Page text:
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Eddie Waitkus: Wikis


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Eddie Waitkus
First baseman
Born: September 4, 1919(1919-09-04)
Cambridge, Massachusetts
Died: September 16, 1972 (aged 53)
Jamaica Plain, Massachusetts
Batted: Left Threw: Left 
MLB debut
April 15, 1941 for the Chicago Cubs
Last MLB appearance
September 20, 1955 for the Philadelphia Phillies
Career statistics
Batting average     .285
Runs batted in     373
Hits     1214
Career highlights and awards

Edward Stephen Waitkus (September 4, 1919 in Cambridge, Massachusetts – September 16, 1972 in Jamaica Plain, Massachusetts) was an American first baseman in Major League Baseball who had an 11-year career (1941, 1946-1955). He played for the Chicago Cubs and Philadelphia Phillies in the National League and for the Baltimore Orioles of the American League. He was elected to the National League All-Star team twice (1948 and 1949).



Eddie Waitkus, the son of Lithuanian immigrants, grew up in Boston. Eddie began his pro career in 1938 playing for the Worumbo Indians, a semi-pro team sponsored by Worumbo Woolen Mill in Lisbon Falls, Maine. He saw some of the bloodiest fighting of World War II with the U.S. Army in the Philippines, earning four Bronze Stars. Upon his return to baseball he quickly became a star for the Chicago Cubs. He also became a popular media figure, as he was well-educated and could speak several languages.

Just a few years into the start of what seemed a very promising career, Waitkus was shot in the chest by Ruth Ann Steinhagen, an obsessed fan, on June 14, 1949, at the Edgewater Beach Hotel in Chicago. Steinhagen had become infatuated with him when he was a Cub, but seeing him every day in-season apparently kept her obsession in check. Once he was traded to the Phillies and would only be in Chicago 11 games in the season, her obsession grew to dangerous proportions. She checked into the hotel using the alias of a former high school classmate of his, and left a note at the desk asking him to come to her hotel room on an urgent matter. She then shot him with a rifle, the bullet barely missing his heart. He nearly died several times on the operating table before the bullet was successfully removed. Steinhagen never stood trial, but instead was confined to a mental institution. Steinhagen's obsession and stalking was covered at length in one of the Fireside Book of Baseball entries.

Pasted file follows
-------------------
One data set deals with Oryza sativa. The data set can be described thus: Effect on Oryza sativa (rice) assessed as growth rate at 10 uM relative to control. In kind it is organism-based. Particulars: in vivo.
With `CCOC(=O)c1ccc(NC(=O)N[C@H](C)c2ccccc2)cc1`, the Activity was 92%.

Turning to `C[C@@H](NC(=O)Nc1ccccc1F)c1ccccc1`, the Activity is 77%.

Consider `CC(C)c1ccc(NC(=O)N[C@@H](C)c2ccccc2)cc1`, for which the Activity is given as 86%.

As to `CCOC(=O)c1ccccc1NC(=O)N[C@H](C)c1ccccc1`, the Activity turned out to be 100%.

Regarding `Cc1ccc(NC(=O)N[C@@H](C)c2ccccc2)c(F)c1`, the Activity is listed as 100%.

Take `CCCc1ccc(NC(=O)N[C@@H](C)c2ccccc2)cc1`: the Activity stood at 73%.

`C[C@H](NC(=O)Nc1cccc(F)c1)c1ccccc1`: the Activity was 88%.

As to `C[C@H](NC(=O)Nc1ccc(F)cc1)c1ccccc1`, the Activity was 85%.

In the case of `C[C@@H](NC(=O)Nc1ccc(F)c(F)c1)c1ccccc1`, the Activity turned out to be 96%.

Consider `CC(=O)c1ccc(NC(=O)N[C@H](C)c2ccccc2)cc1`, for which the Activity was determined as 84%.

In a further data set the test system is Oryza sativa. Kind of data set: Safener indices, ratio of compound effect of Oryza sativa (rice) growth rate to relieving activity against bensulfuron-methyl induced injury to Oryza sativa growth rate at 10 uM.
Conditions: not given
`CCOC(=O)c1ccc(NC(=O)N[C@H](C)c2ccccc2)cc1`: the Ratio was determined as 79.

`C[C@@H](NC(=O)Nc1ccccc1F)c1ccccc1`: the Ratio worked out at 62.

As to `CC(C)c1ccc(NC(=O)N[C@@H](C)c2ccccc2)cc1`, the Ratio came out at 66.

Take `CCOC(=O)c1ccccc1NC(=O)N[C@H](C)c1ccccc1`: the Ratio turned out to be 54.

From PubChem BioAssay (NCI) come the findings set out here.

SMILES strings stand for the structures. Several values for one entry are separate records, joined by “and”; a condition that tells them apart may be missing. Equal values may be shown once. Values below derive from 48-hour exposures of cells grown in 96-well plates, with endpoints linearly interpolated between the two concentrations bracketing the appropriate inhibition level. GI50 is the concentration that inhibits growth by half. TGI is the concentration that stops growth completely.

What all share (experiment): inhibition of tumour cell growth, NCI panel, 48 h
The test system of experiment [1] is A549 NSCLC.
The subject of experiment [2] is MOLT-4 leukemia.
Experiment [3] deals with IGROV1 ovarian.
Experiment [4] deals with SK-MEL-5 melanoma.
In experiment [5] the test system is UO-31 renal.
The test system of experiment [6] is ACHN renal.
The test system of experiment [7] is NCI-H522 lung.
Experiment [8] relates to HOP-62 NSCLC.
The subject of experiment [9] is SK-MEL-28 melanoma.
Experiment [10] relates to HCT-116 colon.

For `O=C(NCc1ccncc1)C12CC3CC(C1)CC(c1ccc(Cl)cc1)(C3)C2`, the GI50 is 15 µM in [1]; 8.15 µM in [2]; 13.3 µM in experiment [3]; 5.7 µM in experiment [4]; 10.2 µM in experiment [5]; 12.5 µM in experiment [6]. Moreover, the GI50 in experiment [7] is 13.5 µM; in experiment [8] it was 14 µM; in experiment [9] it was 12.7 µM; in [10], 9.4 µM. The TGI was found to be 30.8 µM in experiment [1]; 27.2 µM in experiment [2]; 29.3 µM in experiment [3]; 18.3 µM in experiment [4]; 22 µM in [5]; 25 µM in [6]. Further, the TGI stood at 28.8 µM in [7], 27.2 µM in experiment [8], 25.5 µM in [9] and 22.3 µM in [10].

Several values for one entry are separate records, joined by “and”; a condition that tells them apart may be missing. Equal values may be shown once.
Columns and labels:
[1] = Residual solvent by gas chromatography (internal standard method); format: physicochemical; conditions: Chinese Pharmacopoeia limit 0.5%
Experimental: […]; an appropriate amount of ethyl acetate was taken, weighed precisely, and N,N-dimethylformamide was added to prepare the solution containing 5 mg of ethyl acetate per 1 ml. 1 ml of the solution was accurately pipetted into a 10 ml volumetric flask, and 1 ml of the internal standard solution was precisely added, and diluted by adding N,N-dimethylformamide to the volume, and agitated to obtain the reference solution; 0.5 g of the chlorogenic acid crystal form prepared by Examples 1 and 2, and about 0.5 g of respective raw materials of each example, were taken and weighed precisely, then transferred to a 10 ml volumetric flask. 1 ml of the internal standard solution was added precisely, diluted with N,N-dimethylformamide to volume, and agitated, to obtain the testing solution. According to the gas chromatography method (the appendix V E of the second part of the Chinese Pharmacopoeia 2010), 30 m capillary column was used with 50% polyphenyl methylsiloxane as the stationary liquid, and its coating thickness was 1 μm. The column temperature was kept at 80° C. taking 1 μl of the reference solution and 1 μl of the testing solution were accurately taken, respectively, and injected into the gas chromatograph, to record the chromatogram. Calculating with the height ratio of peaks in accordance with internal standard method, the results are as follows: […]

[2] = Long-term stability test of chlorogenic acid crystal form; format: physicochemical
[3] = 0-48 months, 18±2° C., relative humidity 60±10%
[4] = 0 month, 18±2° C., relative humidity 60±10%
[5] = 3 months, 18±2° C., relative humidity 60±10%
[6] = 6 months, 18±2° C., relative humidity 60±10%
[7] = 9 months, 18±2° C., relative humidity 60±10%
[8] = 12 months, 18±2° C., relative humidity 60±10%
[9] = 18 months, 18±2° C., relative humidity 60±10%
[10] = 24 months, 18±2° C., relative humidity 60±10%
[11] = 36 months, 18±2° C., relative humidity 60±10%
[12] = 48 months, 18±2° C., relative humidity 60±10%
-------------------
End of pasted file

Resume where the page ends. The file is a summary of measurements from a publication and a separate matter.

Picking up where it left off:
On the night of August 19, 1949, the Phillies held "Eddie Waitkus Night" at Shibe Park and showered Waitkus with gifts. Waitkus was in uniform for the first time since he was shot in Chicago. After the 1950 season, Waitkus was named the Associated Press Comeback Player of the Year.[1]

The Natural

Author Bernard Malamud, who was not a baseball fan himself, took the basic elements of the Waitkus story and wove them along with various baseball legends (notably Joe Jackson), into a novel, a morality tale called The Natural. The book was released in 1952, and was eventually made into a film that was released in 1984.

The DVD extras for the film contain a biography of Waitkus, which points out that writers in his rookie year often called Waitkus "a natural", a fact which Malamud presumably picked up on. Malamud's version of the tale ended tragically, and unknowingly foreshadowed Waitkus' own downfall as a player.

The DVD biography makes the point that Waitkus essentially suffered from post-traumatic stress disorder as a result of his shooting, which ultimately affected both his career and his marriage. He went through some rough times and died at a relatively young age from esophageal cancer. But his final years were satisfying to him, as he became an instructor for Ted Williams' baseball camp, an activity he enjoyed and which he continued almost to the end of his life.

In popular culture

On the TV drama Beverly Hills, 90210, seven years after Dylan McKay's father Jack is killed in a car bomb, it is revealed that he's alive in the Witness Protection Program under the alias Eddie Waitkus.


  • DVD extras for the film, The Natural, the DVD version released in 2006.

External links



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